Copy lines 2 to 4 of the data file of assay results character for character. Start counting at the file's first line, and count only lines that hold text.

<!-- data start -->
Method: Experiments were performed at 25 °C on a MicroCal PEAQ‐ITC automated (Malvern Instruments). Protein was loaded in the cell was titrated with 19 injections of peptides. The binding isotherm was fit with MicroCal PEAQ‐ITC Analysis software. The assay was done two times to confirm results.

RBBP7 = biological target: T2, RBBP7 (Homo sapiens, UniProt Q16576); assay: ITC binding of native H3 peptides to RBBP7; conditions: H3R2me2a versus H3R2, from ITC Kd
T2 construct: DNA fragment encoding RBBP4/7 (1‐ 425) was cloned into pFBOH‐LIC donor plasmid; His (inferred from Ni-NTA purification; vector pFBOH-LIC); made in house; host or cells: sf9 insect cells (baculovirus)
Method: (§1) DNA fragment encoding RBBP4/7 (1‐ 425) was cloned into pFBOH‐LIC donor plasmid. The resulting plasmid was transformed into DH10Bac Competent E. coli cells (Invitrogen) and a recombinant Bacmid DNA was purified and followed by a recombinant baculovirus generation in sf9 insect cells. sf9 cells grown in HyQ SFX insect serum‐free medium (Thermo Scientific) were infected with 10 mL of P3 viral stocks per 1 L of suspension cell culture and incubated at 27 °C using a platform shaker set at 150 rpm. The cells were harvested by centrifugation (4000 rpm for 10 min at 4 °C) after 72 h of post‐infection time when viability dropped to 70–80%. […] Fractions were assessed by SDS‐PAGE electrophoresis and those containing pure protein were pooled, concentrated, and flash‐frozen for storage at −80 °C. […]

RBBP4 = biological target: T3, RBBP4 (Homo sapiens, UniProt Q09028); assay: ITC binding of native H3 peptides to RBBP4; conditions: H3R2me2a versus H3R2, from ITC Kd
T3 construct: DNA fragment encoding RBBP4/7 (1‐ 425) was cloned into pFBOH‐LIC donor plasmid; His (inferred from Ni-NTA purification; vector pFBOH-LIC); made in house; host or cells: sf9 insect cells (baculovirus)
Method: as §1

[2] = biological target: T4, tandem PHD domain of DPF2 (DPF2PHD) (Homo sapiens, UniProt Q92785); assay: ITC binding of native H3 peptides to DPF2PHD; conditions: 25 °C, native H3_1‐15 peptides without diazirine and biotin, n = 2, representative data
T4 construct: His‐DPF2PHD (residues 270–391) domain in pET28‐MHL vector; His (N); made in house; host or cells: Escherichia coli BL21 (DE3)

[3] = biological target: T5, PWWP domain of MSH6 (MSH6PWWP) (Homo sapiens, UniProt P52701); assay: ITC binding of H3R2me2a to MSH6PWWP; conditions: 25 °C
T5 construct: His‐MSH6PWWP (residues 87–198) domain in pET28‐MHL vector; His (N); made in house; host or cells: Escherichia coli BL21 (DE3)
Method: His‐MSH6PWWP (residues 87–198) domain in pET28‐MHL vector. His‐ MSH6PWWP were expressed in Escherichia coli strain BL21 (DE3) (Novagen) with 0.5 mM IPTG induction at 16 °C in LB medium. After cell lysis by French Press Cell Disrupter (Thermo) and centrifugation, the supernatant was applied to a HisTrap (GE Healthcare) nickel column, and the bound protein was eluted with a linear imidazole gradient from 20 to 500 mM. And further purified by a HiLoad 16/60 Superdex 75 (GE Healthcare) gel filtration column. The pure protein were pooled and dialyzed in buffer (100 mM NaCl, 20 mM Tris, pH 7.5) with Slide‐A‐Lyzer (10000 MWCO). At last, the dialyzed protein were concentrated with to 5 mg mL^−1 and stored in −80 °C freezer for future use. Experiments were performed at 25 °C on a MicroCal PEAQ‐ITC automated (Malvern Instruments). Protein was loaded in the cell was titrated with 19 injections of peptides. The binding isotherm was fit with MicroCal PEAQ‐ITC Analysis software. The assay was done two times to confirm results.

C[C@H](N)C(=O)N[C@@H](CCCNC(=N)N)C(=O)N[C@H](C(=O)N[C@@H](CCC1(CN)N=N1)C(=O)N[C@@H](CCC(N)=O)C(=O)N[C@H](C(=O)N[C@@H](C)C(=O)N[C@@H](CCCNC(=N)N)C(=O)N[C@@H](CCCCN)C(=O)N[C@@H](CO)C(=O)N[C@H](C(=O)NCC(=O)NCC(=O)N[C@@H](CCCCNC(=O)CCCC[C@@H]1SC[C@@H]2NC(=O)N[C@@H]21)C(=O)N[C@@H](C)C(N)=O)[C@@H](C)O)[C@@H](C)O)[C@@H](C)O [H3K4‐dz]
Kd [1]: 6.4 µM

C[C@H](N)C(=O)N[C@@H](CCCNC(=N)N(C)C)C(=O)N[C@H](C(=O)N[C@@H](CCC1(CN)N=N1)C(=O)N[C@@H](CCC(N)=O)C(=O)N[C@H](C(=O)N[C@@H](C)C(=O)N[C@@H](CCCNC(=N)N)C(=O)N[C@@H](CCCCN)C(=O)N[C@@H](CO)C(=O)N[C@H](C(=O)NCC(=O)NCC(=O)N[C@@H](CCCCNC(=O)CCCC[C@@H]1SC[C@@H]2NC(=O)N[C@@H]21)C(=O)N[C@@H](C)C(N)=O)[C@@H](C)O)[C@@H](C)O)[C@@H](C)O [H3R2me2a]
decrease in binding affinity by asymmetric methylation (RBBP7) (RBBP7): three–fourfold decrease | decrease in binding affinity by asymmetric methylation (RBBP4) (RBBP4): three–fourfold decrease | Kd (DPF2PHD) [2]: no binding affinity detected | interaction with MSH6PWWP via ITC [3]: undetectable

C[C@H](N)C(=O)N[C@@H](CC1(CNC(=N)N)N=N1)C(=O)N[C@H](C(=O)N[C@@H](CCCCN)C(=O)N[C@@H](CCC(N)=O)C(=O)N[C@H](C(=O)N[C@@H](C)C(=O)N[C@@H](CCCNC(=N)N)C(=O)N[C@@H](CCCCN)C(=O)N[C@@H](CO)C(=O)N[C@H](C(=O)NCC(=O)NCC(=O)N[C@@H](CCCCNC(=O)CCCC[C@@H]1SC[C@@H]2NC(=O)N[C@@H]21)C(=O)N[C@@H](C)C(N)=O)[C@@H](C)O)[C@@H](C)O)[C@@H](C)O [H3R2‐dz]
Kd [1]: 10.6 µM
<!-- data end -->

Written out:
RBBP7 = biological target: T2, RBBP7 (Homo sapiens, UniProt Q16576); assay: ITC binding of native H3 peptides to RBBP7; conditions: H3R2me2a versus H3R2, from ITC Kd
T2 construct: DNA fragment encoding RBBP4/7 (1‐ 425) was cloned into pFBOH‐LIC donor plasmid; His (inferred from Ni-NTA purification; vector pFBOH-LIC); made in house; host or cells: sf9 insect cells (baculovirus)
Method: (§1) DNA fragment encoding RBBP4/7 (1‐ 425) was cloned into pFBOH‐LIC donor plasmid. The resulting plasmid was transformed into DH10Bac Competent E. coli cells (Invitrogen) and a recombinant Bacmid DNA was purified and followed by a recombinant baculovirus generation in sf9 insect cells. sf9 cells grown in HyQ SFX insect serum‐free medium (Thermo Scientific) were infected with 10 mL of P3 viral stocks per 1 L of suspension cell culture and incubated at 27 °C using a platform shaker set at 150 rpm. The cells were harvested by centrifugation (4000 rpm for 10 min at 4 °C) after 72 h of post‐infection time when viability dropped to 70–80%. […] Fractions were assessed by SDS‐PAGE electrophoresis and those containing pure protein were pooled, concentrated, and flash‐frozen for storage at −80 °C. […]